Former UN General Secretary, Kofi Annan has called on African governments to invest in the youth and give them opportunity to lead.
Speaking during a lecture on leadership and public service dubbed ‘An afternoon with Kofi Annan’ organized by the alumni of his alma mater Mfantsipim College, Kofi Annan asked African governments to “offer our growing population, the opportunity for employment.”
He was quick to add that African leaders “must allow African youth to lead us into the future with enlightened modernity rooted in African values.”
He also entreated African leaders to “remember the youth of the past leaders.”
Kofi Annan recalled that since “Kwame Nkrumah was 48 when he became the first leader of Ghana in March 1957 and Gamel Abdul Nasser was 38 when he became Egypt’s second president in 1956,” African leaders must “remember that one is not too young to lead nor too old to learn.”
He also chided African leaders for their desire to clinch to power through fraudulent elections.
“A growing number of Presidents are changing their constitutions and subverting elections to remain in power indefinitely. According to international watch dogs, democratic freedoms seem to be in retreat on our continent. Although governments organize elections, many lack integrity.”
In light of the challenges he mentioned, Kofi Annan asked African leaders to “ponder important questions” on whether they had “invested our revenues in areas that will benefit the people, particularly the young?”
He believes African leaders could harness the potentials of the youth by strengthening the three pillars of healthy democratic societies thus, ensuring peace and security, inclusive development, rule of law and respect for human rights.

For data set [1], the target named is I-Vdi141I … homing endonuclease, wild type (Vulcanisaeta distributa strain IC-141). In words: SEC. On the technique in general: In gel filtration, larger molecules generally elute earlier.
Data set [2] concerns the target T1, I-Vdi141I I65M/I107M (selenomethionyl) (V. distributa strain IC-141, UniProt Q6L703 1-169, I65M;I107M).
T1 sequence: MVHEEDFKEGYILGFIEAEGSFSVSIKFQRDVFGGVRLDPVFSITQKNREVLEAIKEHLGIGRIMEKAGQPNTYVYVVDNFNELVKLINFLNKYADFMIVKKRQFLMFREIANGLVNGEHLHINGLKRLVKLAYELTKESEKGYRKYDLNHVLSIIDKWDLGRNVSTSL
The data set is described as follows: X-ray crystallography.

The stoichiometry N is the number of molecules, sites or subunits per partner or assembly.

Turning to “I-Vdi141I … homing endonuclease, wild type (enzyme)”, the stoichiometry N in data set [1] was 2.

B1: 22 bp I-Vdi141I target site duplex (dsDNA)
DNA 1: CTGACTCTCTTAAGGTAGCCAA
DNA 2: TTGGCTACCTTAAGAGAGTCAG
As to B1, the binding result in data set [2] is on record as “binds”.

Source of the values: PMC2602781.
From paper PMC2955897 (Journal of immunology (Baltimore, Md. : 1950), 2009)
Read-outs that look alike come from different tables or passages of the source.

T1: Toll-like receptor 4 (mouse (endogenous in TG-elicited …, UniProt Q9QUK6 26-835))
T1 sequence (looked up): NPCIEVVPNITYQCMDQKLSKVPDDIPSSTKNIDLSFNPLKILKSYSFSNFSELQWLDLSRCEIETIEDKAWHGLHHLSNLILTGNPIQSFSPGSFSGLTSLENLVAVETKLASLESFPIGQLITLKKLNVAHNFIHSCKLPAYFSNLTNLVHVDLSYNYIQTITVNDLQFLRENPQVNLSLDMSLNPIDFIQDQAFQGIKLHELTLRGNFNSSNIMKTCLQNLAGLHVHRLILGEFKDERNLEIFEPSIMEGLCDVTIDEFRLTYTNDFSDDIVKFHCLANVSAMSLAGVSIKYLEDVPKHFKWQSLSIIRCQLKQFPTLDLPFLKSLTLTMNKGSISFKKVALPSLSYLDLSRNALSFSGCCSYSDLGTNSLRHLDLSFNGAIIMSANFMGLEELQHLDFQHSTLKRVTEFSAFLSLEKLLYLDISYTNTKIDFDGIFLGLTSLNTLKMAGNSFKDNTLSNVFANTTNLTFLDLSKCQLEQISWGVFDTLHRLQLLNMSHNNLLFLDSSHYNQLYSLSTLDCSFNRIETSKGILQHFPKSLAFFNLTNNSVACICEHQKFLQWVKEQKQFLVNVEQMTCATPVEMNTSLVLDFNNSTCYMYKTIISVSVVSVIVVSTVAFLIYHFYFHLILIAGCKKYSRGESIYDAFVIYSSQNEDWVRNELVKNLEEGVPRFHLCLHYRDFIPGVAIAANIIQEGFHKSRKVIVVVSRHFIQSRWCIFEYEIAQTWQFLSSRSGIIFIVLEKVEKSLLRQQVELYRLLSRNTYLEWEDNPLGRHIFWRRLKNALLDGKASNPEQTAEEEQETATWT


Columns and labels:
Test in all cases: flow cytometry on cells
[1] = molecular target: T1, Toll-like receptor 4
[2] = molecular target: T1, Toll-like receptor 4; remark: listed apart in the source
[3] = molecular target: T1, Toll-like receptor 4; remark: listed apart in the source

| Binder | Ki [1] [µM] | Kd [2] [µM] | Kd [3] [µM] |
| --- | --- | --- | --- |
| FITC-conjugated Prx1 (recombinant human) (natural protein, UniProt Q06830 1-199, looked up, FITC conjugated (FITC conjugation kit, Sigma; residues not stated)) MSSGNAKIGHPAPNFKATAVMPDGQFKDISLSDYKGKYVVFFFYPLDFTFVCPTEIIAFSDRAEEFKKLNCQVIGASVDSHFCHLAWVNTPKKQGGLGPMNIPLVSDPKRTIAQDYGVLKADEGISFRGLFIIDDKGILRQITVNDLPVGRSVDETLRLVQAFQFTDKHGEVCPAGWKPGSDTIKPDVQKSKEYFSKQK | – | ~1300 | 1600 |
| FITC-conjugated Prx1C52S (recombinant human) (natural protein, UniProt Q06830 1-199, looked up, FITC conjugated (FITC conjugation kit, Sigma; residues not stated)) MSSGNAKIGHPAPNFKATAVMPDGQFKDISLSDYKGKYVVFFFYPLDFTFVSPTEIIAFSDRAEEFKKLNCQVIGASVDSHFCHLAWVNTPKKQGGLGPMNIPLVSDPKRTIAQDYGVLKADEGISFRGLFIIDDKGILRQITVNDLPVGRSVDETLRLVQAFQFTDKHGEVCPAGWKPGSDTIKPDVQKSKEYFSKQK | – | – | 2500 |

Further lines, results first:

Kofi Annan said these pillars should be taken holistically and serve as the foundation for Africa’s development agenda.
“A leader must listen…a leader must listen to what is said… and above all, to what is not said. A good leader must also be a good follower and when leaders failed to lead, the people will lead and make them follow …We need strong institutions to buttress our system, we also need to think beyond the State, strong businesses, strong civil societies to hold government to the promises they make to the people will just as be important”.
Masters of our own destinies
Kofi Annan indicated that African leaders “cannot fail to meet our youth’s aspiration with opportunity” adding that the decisions African leaders “take today, both in government, in business and civil society will determine whether the continent can ride the fourth wave successfully.”
“More than ever, out future is in our hands. A bright African future is one that requires Africa’s people as central agents. We must ride the wave that begun long ago at independence to come together to affirm the way forward for the continent.”